NEW YORK—The most painful events can sometimes become the sustaining force for a person’s life passion.
Dennis Walcott’s father passed away when Walcott was 20—from an accumulation of illnesses believed to have developed during his career as an exterminator.
Nine months later, his mother died from a heart attack.
It was a month shy of Walcott’s college graduation. He was an only child.
Walcott, 61, says the difficulty of the loss of his parents during such a short time frame is still incomparable to anything else in his life.
“I buried my mother, and then I had to go back to school to finals,” he said. “So that’s why none of this [current work] stuff bothers me.”
“I learned not to complain and enjoy life,” he said. “I learned to own my purpose and know what your purpose is about.”
As the chancellor of the New York City Department of Education, Walcott oversees more than 1,700 schools and 1.1 million students. Amid the challenges of dealing with school bus strikes, teacher evaluations, and political chastisements, Walcott knows how to remain calm and keep things in perspective.
“I try to maximize opportunities and not get high or low emotionally based on what’s happening,” he said. “I want to focus on why we’re here, which is to focus on our students.”
For Walcott, one of the most important traits a person needs is resilience. “That is so important in life,” he said.
Walcott grew up in southeast Queens, a predominantly black working-class neighborhood.
He attended high school during the concluding years of racial integration in New York.
It was an enriching environment, although it came at a cost, he said.
Two school strikes occurred during Walcott’s school years in the 1960s, a period of Vietnam War protests, and the assassinations of John F. Kennedy, Robert F. Kennedy, and Malcolm X.
“We had a lot of fury in the country that got enmeshed into the school environment as well,” Walcott said.
Racial tensions heightened during the two-month New York City teachers’ strike in 1968, a months long confrontation between the new community-controlled school board in the Brownsville section of Brooklyn, and the New York City’s United Federation of Teachers.
“That was further exacerbated by the number of students who came from predominantly black areas to a predominantly white area,” Walcott said. “While it didn’t manifest themselves in any actions, there were a lot of raw nerves and feeling around that.”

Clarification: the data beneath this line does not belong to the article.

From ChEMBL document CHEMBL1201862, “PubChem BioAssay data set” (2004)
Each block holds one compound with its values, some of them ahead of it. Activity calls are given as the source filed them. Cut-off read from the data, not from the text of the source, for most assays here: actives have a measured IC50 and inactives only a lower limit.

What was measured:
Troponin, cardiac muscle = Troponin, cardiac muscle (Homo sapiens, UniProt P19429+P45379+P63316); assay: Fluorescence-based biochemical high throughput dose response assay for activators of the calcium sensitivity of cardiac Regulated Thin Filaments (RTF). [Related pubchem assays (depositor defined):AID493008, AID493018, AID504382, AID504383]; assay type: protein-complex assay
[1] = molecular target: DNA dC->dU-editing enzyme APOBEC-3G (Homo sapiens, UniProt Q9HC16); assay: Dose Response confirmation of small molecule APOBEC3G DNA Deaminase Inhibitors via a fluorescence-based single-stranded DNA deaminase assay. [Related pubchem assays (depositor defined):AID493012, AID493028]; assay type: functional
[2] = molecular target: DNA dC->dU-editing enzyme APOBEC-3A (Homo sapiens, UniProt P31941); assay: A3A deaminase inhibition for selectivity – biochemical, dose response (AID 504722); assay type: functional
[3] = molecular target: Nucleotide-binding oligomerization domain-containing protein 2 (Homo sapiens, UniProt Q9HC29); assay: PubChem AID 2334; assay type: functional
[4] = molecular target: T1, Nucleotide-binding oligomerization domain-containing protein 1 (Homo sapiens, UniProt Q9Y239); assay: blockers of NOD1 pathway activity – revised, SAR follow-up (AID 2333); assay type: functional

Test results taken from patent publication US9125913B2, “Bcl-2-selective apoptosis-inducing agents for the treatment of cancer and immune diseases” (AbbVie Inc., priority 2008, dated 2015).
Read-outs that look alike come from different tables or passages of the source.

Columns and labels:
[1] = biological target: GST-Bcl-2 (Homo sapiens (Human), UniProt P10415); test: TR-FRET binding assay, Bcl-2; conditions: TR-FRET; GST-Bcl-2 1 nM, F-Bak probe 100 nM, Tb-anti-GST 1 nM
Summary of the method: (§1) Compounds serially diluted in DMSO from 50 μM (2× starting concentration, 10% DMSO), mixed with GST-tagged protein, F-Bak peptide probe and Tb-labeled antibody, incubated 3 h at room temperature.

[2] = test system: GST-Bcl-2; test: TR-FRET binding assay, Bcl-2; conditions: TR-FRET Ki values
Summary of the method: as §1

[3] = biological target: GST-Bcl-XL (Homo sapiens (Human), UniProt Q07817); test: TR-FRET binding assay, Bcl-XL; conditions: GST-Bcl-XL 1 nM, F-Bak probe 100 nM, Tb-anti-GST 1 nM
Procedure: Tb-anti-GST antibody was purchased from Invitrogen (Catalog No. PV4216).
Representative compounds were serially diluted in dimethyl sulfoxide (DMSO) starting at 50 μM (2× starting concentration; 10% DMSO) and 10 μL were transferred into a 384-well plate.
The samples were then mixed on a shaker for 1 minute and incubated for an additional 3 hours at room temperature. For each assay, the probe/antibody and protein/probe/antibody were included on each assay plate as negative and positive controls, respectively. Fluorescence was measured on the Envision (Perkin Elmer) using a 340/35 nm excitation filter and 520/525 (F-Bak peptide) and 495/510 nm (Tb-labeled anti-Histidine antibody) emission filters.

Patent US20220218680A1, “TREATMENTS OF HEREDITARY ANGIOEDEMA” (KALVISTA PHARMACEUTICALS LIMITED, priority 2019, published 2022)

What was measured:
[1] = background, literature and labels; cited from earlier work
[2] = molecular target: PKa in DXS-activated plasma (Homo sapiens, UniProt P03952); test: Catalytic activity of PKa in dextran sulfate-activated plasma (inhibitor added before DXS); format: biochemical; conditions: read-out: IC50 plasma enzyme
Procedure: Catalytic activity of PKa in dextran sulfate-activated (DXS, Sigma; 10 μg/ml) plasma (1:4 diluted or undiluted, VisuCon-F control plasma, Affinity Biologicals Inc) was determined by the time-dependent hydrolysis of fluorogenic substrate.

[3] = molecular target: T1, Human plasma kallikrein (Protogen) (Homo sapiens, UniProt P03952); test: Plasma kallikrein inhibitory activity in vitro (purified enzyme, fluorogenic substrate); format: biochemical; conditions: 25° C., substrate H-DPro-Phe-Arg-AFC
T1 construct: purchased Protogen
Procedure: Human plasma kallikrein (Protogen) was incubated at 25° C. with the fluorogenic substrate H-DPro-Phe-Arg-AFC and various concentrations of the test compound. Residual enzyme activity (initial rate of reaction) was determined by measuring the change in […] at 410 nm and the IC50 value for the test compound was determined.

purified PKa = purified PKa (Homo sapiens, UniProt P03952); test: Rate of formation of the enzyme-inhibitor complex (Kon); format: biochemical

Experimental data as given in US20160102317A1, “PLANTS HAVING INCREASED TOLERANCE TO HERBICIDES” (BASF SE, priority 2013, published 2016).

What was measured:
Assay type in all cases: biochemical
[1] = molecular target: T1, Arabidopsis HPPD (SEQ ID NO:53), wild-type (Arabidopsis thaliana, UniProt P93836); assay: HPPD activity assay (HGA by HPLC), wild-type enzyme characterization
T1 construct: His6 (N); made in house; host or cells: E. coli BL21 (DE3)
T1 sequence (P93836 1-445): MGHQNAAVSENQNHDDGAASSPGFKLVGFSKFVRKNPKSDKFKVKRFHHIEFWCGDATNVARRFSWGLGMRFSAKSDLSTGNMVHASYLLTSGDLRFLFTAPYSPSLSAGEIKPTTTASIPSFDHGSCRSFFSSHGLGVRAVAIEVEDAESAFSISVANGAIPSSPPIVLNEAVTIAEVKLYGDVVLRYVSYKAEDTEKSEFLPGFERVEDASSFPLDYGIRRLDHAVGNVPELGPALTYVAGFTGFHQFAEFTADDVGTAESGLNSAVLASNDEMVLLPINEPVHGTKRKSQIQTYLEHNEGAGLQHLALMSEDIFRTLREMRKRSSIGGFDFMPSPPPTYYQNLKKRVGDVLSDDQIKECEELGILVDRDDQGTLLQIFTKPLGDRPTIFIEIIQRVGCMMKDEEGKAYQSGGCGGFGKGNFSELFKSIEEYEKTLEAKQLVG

Despite such chaotic events, Walcott treasured his education and the learning opportunities that arose from them.
“The tension between teachers and community—how those issues played out—it left a lasting imprint as far as teachers feeling so strongly about an issue that they struck,” he said.
“It impacted the education of students; having to reconcile that was what a lot of us had to do.”
Walcott graduated from Francis Lewis High School, and received his Bachelor and Master of Education from the University of Bridgeport in Connecticut in 1973 and 1974 respectively. In 1980, he received his Master of Social Work from Fordham University in New York.
It Takes a Village
Walcott grew up in an area populated largely by African-Americans from Harlem and Brooklyn who migrated to southern Queens in order to purchase homes.
“There was a big support network of families with each other as far as the children were concerned,” he said.
Growing up, Walcott’s favorite subject in school was history. His least favorite was math. “There were a series of worst subjects, but math was a constant throughout,” he joked.
“There was always an expectation to do well in school,” he said. “I got it from my parents, grandparents—I got it from my neighbors.”
Walcott lived two doors down from a teacher who often offered to tutor him.
“We were not rich at all, but [the community] provided a very supportive environment to enrich my life,” he said. “There were support services making sure I had tutoring in areas I was weak in.”
Walcott recalled that although his neighbor had an infirmity with her hands, she still often went out of her way to teach the children around her.
“I just remembered her dedication. She died fairly young … her fingers were not fully functional, but she never allowed that to interfere with her being a teacher,” he said. “She was a teacher until she died.”
After completing his post secondary schooling, Walcott returned to Queens to work and teach. “Having to benefit the community was important,” he said.
Walcott began his career in education as a kindergarten teacher at a child care center in Queens, where he realized many children lacked a male role model in their lives.
In 1975, he founded the Frederick Douglass Brother-to-Brother program, a mentoring program for young boys.
As the city’s Department of Education endeavors to resolve serious issues, Walcott finds inspiration from his students.
“Every time I go into a school is a poignant moment,” Walcott said. “One of the traits that intrigues me about students is their ability to be resilient.”
One student told his small school community how they’re really his family, because his family threw him out when he was 12 years-old,” he said.
“I don’t think I am anything more than what I am, what I was raised to be,” he said. “I feed off of those who are resilient, who have challenges, and are able to surmount them to do what they need to do,” he said.